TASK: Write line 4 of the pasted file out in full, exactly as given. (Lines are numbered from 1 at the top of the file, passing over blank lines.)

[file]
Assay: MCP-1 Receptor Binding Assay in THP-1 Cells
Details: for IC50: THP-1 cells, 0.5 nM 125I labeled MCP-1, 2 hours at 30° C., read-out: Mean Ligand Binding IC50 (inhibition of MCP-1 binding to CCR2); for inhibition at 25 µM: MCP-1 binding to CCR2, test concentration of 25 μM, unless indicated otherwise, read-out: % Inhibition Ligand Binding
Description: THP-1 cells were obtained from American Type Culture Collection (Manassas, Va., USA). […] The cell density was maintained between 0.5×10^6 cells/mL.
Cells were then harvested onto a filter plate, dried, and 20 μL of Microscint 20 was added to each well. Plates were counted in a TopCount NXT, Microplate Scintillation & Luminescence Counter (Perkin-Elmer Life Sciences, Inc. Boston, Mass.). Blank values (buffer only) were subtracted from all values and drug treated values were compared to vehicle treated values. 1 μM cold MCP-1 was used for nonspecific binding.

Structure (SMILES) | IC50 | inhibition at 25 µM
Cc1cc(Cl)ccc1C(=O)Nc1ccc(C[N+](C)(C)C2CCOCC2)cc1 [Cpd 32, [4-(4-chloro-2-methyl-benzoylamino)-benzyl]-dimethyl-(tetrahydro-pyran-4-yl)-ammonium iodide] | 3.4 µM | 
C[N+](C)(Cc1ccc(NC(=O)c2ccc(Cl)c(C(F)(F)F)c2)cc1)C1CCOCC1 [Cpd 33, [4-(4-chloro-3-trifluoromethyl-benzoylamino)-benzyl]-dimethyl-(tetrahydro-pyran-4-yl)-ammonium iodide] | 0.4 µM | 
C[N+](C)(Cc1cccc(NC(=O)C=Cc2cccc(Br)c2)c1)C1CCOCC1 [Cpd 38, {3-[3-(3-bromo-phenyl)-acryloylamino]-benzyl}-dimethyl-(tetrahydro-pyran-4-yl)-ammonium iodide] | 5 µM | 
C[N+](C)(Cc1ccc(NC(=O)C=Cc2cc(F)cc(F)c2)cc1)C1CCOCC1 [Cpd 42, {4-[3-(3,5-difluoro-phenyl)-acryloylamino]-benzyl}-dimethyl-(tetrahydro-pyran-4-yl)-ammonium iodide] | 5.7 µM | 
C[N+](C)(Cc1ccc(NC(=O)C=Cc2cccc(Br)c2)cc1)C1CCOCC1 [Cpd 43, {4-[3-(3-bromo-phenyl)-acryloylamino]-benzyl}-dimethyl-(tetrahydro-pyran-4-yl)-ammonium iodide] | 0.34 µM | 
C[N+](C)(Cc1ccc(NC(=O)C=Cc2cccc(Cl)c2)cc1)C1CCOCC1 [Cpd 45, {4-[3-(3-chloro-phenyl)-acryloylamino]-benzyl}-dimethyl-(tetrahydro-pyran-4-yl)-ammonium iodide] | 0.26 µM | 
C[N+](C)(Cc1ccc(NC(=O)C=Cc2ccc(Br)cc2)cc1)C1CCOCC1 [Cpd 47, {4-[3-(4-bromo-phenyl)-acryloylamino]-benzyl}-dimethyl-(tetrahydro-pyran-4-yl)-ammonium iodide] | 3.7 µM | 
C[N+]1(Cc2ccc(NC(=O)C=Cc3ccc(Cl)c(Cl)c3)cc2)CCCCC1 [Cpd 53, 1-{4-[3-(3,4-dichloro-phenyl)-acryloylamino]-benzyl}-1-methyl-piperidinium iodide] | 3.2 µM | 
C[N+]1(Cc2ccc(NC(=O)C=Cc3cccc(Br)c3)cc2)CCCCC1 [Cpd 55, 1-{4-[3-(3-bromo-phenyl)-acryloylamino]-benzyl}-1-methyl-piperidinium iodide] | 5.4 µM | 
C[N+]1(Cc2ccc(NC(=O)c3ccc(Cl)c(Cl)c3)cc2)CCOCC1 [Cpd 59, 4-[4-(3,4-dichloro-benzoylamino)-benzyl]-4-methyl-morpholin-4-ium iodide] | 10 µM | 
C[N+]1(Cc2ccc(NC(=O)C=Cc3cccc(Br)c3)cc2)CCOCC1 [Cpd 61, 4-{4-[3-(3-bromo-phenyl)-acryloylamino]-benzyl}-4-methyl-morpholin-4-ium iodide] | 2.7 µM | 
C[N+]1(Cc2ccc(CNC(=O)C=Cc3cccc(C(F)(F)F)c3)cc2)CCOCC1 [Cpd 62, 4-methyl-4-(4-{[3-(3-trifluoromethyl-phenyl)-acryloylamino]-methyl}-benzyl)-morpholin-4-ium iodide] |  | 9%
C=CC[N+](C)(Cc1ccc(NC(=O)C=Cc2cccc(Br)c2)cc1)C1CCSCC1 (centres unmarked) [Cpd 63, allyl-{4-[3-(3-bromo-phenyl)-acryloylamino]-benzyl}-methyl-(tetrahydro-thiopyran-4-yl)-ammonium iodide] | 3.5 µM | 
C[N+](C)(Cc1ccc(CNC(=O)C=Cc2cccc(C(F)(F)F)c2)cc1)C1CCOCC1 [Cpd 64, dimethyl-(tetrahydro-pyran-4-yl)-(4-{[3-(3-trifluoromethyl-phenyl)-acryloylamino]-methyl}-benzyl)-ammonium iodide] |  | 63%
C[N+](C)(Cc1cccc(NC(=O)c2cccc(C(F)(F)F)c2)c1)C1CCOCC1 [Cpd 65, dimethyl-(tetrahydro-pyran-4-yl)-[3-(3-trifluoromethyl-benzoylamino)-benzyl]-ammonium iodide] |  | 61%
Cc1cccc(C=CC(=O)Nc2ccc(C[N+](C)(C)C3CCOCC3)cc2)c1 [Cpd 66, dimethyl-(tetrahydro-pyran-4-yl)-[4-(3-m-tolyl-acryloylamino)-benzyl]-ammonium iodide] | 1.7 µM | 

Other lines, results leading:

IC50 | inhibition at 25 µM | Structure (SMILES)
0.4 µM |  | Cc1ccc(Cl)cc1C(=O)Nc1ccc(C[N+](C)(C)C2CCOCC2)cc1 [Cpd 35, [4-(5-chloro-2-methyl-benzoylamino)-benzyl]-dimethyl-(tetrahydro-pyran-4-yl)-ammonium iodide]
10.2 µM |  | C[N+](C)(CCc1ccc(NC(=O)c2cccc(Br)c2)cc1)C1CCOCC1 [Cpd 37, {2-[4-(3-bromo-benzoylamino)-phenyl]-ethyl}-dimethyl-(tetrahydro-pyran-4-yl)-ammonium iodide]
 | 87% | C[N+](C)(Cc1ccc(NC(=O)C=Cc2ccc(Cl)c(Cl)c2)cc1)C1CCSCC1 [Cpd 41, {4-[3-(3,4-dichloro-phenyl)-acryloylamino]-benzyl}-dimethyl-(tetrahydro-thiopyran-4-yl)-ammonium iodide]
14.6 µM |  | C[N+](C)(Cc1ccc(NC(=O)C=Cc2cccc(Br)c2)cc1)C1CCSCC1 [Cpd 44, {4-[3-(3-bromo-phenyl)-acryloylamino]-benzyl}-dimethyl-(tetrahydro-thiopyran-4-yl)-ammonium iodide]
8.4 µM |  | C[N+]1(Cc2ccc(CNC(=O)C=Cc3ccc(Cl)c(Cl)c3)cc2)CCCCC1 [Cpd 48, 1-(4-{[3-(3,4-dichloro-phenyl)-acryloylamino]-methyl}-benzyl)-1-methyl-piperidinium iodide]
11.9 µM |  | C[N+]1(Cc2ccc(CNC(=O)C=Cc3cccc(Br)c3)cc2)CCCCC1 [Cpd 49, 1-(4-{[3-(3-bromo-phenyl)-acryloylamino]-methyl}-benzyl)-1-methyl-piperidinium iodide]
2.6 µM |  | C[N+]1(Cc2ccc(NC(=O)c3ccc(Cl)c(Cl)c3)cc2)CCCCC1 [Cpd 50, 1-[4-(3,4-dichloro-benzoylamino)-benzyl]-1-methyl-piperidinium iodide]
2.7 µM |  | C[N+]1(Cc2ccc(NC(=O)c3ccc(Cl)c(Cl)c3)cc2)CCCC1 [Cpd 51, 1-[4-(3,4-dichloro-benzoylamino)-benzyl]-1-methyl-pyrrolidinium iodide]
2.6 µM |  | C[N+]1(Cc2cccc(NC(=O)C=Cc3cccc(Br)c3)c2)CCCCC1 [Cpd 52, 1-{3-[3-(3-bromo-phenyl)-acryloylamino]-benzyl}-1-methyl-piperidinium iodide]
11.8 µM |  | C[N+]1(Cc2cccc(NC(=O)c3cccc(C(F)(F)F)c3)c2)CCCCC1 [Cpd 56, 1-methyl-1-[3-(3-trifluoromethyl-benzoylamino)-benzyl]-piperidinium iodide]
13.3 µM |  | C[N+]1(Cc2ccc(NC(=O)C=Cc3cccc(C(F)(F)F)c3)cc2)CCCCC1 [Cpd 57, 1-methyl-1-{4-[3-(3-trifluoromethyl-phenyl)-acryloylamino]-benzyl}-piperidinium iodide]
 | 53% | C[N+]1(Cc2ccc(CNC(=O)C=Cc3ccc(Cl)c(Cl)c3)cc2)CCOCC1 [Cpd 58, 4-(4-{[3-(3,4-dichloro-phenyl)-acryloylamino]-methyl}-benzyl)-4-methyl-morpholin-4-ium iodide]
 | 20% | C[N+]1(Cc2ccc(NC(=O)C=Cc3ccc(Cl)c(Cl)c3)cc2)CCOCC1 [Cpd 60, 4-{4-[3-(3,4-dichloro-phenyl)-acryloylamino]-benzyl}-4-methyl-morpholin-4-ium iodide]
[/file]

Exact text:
Cells were then harvested onto a filter plate, dried, and 20 μL of Microscint 20 was added to each well. Plates were counted in a TopCount NXT, Microplate Scintillation & Luminescence Counter (Perkin-Elmer Life Sciences, Inc. Boston, Mass.). Blank values (buffer only) were subtracted from all values and drug treated values were compared to vehicle treated values. 1 μM cold MCP-1 was used for nonspecific binding.